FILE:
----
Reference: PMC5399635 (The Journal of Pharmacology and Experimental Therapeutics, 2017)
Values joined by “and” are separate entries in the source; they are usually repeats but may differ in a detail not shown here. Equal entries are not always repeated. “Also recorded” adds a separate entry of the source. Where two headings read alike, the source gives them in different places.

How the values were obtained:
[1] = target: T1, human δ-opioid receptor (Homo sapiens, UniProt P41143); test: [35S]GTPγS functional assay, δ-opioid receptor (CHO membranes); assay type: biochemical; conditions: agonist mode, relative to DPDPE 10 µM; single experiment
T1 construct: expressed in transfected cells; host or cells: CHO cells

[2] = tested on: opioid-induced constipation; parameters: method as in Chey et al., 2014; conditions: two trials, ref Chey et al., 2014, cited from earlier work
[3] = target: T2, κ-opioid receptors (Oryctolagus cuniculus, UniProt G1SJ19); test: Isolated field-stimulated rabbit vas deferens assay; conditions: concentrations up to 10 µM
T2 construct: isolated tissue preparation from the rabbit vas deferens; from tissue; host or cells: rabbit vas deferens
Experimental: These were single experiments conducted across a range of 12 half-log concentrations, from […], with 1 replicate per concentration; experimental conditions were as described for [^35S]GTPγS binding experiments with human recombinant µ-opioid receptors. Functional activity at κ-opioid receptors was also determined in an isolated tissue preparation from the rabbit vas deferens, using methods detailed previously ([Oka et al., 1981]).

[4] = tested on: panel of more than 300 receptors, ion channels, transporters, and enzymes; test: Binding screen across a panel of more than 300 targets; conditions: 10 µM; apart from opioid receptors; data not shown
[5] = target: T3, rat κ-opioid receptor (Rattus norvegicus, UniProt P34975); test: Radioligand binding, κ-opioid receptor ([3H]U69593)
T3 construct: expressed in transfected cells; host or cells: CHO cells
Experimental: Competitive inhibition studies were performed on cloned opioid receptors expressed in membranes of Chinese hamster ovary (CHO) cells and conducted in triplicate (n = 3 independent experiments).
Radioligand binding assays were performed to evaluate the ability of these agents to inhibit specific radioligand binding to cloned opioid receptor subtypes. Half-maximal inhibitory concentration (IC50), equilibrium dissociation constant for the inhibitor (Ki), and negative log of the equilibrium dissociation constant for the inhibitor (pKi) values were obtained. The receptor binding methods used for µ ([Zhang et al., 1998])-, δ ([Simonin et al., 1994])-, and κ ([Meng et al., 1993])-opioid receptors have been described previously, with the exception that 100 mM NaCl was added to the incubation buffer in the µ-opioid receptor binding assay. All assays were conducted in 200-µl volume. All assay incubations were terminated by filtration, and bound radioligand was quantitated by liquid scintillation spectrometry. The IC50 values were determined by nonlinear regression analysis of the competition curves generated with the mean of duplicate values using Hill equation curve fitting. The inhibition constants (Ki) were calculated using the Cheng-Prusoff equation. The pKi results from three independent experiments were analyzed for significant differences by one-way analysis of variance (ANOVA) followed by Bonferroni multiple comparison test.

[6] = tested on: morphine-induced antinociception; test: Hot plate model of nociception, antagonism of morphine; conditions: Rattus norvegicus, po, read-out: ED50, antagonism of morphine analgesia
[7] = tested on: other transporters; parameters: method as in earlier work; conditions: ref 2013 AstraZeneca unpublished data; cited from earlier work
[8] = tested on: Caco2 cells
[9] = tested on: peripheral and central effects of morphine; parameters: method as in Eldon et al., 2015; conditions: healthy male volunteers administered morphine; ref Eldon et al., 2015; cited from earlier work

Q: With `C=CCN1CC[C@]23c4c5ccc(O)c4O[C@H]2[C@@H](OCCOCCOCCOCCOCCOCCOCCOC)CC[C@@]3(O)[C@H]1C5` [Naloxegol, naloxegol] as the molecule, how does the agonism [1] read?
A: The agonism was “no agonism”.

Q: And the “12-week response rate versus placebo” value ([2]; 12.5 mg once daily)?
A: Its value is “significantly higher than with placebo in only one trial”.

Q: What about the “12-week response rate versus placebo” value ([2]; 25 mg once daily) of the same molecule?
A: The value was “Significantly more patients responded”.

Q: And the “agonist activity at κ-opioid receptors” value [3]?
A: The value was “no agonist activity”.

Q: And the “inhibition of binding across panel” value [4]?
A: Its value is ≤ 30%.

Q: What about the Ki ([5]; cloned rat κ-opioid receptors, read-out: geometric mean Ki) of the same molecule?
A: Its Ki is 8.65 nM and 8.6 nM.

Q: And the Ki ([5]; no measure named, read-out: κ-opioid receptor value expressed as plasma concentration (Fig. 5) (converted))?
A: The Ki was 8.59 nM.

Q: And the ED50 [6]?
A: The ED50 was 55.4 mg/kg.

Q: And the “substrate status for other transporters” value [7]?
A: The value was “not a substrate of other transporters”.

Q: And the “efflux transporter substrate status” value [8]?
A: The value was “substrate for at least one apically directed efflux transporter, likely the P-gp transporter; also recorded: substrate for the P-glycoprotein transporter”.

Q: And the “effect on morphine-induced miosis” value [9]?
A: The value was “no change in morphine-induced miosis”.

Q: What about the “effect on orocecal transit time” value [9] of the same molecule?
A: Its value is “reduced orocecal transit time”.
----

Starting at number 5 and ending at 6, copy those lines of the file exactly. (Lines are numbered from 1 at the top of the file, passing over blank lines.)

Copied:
T1 construct: expressed in transfected cells; host or cells: CHO cells

[2] = tested on: opioid-induced constipation; parameters: method as in Chey et al., 2014; conditions: two trials, ref Chey et al., 2014, cited from earlier work